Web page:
Prior to the fellowship, you made a film about the Pantanal, Brazil’s extraordinary tropical wetland, home to incomparable biodiversity.

The Pantanal experienced a very severe drought in 2020, right as the pandemic started. The wetlands naturally go through dry cycles and flooding, but this was extreme. A wildfire took over the whole ecosystem. I learned about a group of people rescuing animals burned in the fire—jaguar, tapir, all kinds of species were hobbled by their injuries. I interviewed people rescuing and rehabilitating the animals—I wanted to tell their story. These were ordinary people coming to help; a tour guide who usually takes people to see the animals was confronted with everything on fire. She dedicated herself to stopping the fire and rescuing the animals. This kind of activism is another way to engage people to care about wildlife.

Johnny Holder

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How did your experience at Montana State influence your filmmaking?

They told us at the beginning:  you are filmmakers first, scientists second. Although I have a strong leaning toward wildlife, I found myself drawn to human-based stories. I made a lot of off-the-wall projects, about artists working in maximum security prisons, and clowns performing in refugee camps. I went to Columbia, South America, to do a follow up project on the clowns, and pivoted to ex-FARC soldiers doing species rehabilitation in the Amazon. [FARC refers to the Revolutionary Armed Forces of Columbia, a Marxist guerilla group involved in that country’s long and complex internal conflicts.] I wanted to do my thesis on the subject but it was far outside the scope of what I could accomplish at the time. I came across this group of FARC birders, who had spent some time with Juan Pablo Culasso, the blind birder who became the subject of “Sonora.”

“Sonora” focuses on an expert birder who knows his subject mostly by ear. He is completely blind and has been since birth. Watching the film is an unusual experience, because you are focusing on the audio experience he moderates, as much as the visual. You understand you are seeing what he can’t see, but his hearing is far superior. It feels like he is much closer to the birds.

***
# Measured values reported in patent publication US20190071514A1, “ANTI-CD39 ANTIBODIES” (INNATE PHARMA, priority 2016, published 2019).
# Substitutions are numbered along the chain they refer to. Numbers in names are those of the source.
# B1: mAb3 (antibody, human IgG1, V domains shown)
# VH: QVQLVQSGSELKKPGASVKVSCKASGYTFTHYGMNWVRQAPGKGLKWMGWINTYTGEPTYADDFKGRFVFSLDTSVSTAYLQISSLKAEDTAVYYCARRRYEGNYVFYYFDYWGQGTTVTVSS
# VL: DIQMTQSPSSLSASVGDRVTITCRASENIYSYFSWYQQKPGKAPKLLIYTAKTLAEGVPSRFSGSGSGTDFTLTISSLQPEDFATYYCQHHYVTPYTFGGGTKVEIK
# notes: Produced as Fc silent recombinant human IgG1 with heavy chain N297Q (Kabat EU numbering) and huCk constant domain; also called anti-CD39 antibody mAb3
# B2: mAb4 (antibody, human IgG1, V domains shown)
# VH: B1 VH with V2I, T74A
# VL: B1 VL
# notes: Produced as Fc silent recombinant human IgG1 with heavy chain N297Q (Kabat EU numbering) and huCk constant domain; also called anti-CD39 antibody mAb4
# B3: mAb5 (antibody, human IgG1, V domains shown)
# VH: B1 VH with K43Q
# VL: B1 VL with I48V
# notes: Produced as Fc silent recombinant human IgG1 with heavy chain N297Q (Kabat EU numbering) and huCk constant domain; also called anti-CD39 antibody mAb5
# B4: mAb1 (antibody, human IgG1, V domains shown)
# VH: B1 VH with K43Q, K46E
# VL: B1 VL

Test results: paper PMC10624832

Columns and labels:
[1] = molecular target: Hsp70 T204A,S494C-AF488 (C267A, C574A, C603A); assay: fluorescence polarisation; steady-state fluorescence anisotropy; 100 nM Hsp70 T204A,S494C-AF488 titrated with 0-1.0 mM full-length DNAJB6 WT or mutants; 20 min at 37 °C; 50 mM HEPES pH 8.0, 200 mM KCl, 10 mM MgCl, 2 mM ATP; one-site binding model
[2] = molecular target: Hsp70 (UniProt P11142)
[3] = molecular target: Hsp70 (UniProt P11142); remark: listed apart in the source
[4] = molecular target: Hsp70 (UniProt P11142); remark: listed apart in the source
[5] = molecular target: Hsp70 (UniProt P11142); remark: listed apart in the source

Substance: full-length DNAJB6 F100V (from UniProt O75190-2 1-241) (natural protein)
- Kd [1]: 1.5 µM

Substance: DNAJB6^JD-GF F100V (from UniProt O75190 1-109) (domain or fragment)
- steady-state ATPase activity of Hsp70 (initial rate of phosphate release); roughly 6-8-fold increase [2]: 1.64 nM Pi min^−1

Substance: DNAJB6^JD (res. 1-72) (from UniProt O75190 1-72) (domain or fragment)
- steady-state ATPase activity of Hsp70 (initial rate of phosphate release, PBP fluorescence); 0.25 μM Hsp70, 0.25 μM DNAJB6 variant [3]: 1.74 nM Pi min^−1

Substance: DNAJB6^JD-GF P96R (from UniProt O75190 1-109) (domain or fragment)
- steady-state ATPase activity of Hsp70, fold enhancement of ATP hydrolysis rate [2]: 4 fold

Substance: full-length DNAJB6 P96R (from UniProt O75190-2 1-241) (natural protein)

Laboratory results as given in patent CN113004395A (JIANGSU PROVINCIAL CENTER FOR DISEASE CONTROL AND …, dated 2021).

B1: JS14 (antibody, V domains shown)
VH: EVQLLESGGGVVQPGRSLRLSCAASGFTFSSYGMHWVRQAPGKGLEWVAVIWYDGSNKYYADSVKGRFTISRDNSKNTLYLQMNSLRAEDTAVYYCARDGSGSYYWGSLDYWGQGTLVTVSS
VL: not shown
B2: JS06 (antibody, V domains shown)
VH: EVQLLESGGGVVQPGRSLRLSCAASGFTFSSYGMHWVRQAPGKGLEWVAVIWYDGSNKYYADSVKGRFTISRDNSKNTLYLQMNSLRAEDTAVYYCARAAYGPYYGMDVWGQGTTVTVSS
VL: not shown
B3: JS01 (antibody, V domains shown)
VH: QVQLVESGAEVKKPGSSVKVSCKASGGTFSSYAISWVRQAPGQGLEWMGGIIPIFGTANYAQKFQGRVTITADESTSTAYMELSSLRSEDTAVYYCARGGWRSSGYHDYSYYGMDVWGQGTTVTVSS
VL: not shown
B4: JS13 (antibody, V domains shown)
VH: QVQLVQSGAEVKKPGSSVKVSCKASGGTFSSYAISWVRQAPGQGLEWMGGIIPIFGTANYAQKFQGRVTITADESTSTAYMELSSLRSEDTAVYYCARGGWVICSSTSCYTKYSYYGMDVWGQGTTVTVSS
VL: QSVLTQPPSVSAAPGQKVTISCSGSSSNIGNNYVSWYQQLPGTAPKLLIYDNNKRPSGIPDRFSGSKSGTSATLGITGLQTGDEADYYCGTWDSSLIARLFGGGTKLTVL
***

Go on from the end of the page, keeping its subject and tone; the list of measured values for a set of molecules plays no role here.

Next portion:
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It was easy to show his character—he’s so strong. All the narration came from a talking-head interview—we didn’t use that footage. He is so poetic, he speaks like he is reading something complete and practiced, but that’s just the way he talks. He started birding when he was quite young, 6 or 7. His uncle gave him a field recorder. When you put on headphones with a special microphone, even for a non-blind person it opens up another world.

And he’s making amazing contributions to what we know about birds.

He estimates he has identified about 1,100 bird species, each with three to five different calls. So he estimates he knows about 3,000 to 5,000 calls. He has been building sound catalogs and uses a Spotify account—he’s very diligent about that.

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It’s interesting that your short film as a media fellow also focuses on sound.

Well, we were assigned a scientist and had four days, as you know, to make the film. Part of the challenge was to find one narrative to characterize the long-time work of Erwin Nemeth, who has spent decades observing the reed belt at Lake Neusiedle—he knows so much about every aspect of its history and life. He was excited to focus on the soundscape, just one aspect of the reed belt, which is one of the last of its kind. Most reed belts in Europe have been lost to development, and they are critical habitat for migrating birds. He was one interesting cat.

Both experiences must have taught you a lot about birds.

Yes, I have a deep impression now of a whole world I’ve been neglecting and not appreciating fully. I hear birds so much more now. I learned about the health of an ecosystem and how birds contribute to it, what monocultures do to bird life.

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But the work also left an emotional and spiritual impression. On my last mission in the military, I experienced injuries and got Lyme disease. I underwent a slew of events that forever altered my path in life. My athleticism, my ability to bounce back and go hard, these felt taken away from me. From Juan Carlos especially, I learned to sit in silence. I learned how to listen and heal in that sonic world.

Lead image: NPNeusiedlerSee / YouTube